The ex post facto clause at issue commands that "[n]o ... ex post facto law shall be passed." U.S. Const. Art. I, Sec. 9, cl. 3.8 An ex post facto law possesses three characteristics: it is a criminal9 or penal measure, retrospective, and disadvantageous to the offender because it may impose greater punishment. Weaver v. Graham, 450 U.S. 24, 28-29, 101 S.Ct. 960, 964, 67 L.Ed.2d 17 (1981); Dobbert v. Florida, 432 U.S. 282, 292-93, 97 S.Ct. 2290, 2297-98, 53 L.Ed.2d 344 (1977). See Paschal v. Wainwright, 738 F.2d 1173, 1175 (11th Cir.1984). A law which is merely procedural and does not add to the quantum of punishment, however, cannot violate the ex post facto clause even if it is applied retrospectively. Weaver, 450 U.S. 24, 29 n. 12, 101 S.Ct. 960, 964 n. 12, 67 L.Ed.2d 17 (1981); see Dobbert, 432 U.S. 282, 293, 97 S.Ct. 2290, 2298, 53 L.Ed.2d 344 (1977) ("[e]ven though it may work to the disadvantage of a defendant, a procedural change is not ex post facto."). See also Thompson v. Missouri, 171 U.S. 380, 18 S.Ct. 922, 43 L.Ed. 204 (1898); Hopt v. Utah, 110 U.S. 574, 4 S.Ct. 202, 28 L.Ed. 262 (1884).
When subjecting a law to ex post facto scrutiny, courts should bear in mind the related aims of the ex post facto clause: providing fair notice of which acts will subject the perpetrator to criminal sanctions,10 and preventing vindictive criminal legislation.11 We are guided by these principles as we determine whether petitioner has presented an ex post facto violation.
The second characteristic of an ex post facto law is concededly present in this case; the guidelines applied retrospectively to petitioner. The first and third characteristics are not present, however; the guidelines neither worked to petitioner's detriment nor constituted a criminal or penal law.
The federal sentencing statute under which petitioner received his modified sentence, 18 U.S.C. Sec. 4205(b)(2) (1982), was enacted as a "medical model" sentencing provision.12 The sentencer was to utilize the fully indeterminate prison term, prescribed by the statute, primarily for the purpose of rehabilitating the defendant; the parole commission, as "doctor," would monitor the defendant's response to treatment, decide when he was cured, and then release him.13
In 1976, the Congress, having grown dissatisfied with this medical model sentencing scheme for several reasons, passed the Parole Commission and Reorganization Act (the Parole Act or Act).14 The Act reconstituted the parole authority as the U.S. Parole Commission, abolished the parole authority's "doctor" role, and gave it the new role of resentencer. Henceforth, the Commission, acting on essentially the same information presented to the sentencing judge,15 would resentence the defendant for the purposes of punishment, general deterrence and specific deterrence. Rehabilitation would not be one of the Commission's resentencing objectives; any rehabilitation an offender might obtain would be a coincidental result of his incarceration.
The Parole Act instructed the Commission to carry out a "national parole policy" and to promulgate guidelines to aid it in making parole decisions. 18 U.S.C. Sec. 4203(a)(1) (1982). Following this directive, the Commission promulgated guidelines for the announced purpose of promoting "a more consistent exercise of discretion, and enabling fairer and more equitable decision-making without removing individual case consideration." 28 C.F.R. Sec. 2.20 (1979).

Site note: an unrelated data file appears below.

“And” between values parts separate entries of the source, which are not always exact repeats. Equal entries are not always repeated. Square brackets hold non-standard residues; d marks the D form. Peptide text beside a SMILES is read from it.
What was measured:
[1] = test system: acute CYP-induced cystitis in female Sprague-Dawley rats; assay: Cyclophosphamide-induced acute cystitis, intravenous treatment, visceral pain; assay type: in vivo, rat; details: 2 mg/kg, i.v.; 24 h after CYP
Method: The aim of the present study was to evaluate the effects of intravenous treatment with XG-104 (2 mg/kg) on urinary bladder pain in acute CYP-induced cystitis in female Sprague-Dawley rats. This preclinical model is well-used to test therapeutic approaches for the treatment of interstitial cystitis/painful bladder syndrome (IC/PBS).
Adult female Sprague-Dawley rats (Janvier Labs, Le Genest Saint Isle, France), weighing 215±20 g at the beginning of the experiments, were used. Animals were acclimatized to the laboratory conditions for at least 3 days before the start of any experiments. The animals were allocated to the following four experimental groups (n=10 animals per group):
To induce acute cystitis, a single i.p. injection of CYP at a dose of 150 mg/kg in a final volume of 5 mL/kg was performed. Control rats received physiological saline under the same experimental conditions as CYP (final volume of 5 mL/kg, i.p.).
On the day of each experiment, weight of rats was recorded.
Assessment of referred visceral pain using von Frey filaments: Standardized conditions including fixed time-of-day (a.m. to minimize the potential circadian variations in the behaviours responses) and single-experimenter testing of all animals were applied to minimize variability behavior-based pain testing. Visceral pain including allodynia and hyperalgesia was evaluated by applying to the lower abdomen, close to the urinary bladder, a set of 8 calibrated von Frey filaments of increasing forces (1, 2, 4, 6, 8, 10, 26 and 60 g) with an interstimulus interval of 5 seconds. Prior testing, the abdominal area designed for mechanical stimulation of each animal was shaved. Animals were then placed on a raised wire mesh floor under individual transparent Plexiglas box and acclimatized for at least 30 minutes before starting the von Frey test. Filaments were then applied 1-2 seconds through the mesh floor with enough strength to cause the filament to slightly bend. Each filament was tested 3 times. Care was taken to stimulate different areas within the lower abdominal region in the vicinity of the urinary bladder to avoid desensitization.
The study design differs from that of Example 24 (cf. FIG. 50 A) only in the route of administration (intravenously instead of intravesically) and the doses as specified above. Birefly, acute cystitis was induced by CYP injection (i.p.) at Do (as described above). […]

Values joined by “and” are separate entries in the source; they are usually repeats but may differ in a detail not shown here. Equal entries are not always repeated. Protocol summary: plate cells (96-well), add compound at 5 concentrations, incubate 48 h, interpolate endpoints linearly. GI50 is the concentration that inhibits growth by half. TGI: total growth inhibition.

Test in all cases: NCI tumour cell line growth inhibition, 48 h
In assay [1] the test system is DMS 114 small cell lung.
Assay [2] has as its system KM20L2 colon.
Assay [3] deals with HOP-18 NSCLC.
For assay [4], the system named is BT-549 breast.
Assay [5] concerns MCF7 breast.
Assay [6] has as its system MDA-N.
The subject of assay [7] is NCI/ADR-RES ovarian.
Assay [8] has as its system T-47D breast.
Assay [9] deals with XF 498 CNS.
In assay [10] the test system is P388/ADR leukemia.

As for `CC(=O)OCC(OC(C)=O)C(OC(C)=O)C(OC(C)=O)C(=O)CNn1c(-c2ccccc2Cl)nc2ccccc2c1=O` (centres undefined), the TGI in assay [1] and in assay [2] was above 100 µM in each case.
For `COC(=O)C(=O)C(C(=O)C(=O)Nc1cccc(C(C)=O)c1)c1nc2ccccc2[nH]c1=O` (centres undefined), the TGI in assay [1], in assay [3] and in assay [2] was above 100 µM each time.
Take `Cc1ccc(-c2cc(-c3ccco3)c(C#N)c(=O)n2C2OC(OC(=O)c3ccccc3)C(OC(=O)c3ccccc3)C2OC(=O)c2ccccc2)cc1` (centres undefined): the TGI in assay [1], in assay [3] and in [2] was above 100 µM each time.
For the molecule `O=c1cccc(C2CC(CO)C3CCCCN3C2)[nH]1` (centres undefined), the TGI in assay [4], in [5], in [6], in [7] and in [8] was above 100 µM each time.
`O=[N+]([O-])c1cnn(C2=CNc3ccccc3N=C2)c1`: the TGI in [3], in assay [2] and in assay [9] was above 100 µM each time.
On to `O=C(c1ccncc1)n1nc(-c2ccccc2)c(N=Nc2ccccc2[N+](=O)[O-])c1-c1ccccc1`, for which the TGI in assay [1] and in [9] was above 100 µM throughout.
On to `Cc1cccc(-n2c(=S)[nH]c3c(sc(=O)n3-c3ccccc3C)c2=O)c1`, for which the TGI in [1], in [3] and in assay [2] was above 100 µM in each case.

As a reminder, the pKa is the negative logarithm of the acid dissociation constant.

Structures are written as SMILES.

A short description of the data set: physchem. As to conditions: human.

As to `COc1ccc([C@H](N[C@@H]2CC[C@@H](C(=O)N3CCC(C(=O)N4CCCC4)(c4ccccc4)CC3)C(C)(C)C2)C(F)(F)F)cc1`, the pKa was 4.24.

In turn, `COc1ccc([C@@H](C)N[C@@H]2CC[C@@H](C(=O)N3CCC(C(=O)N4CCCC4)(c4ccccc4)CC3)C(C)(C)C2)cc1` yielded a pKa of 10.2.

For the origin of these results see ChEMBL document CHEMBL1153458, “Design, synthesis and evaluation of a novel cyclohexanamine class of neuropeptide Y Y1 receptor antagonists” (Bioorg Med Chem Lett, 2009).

The Act requires the Commission, in deciding whether to grant parole, to consider "the nature and circumstances of the [prisoner's] offense and the history and characteristics of the prisoner" and its guidelines. 18 U.S.C. Sec. 4206(a) (1982). The Commission's guidelines speak to "the nature and circumstances of the [prisoner's] offense" by classifying it in terms of severity, and to "the history and characteristics of the prisoner" by looking to his prior criminal record, drug dependence and other "salient factors" that are presumed to indicate whether he will be a good parole risk. The Commission is bound to follow these guidelines unless there is "good cause" for not doing so. 18 U.S.C. Sec. 4206(c) (1982).16
The Act cautions the Commission not to parole a prisoner if he has not "substantially observed the rules of the institution or institutions to which he has been confined," if his "release would ... depreciate the seriousness of his offense or promote disrespect for the law," or if his "release would ... jeopardize the public welfare." 18 U.S.C. Sec. 4206(a) (1982). With this sentencing parole scheme in mind, we turn to the two ex post facto issues we must resolve: first, whether the Commission, in amending its guidelines to upgrade the severity rating of petitioner's offense from "Very High" to "Greatest II," increased his punishment; second, whether the guidelines are "laws."
The ex post facto clause operates to ensure that a citizen's fair notice as to what acts are criminal will not be changed after the citizen acts in reliance on that notice. When petitioner conspired to import cocaine into the United States he was on notice of the prison sentence he could receive if convicted, the portion of that sentence he would have to serve before he would be eligible for parole, and the extent to which his period of incarceration could be reduced through gain time. See, e.g., Weaver v. Graham, 450 U.S. 24, 29, 101 S.Ct. 960, 964, 67 L.Ed.2d 17 (1981). Specifically, petitioner was on notice that, if he received the eight-year fully indeterminate sentence the court imposed, the Commission would have the discretion to parole him at any time, unless it determined at the time it considered him for parole that his release would "depreciate the seriousness of his offense or promote disrespect for the law" or would "jeopardize public welfare." Petitioner was also on notice that, in considering him for release, the Commission had to follow its guidelines unless "good cause" indicated otherwise.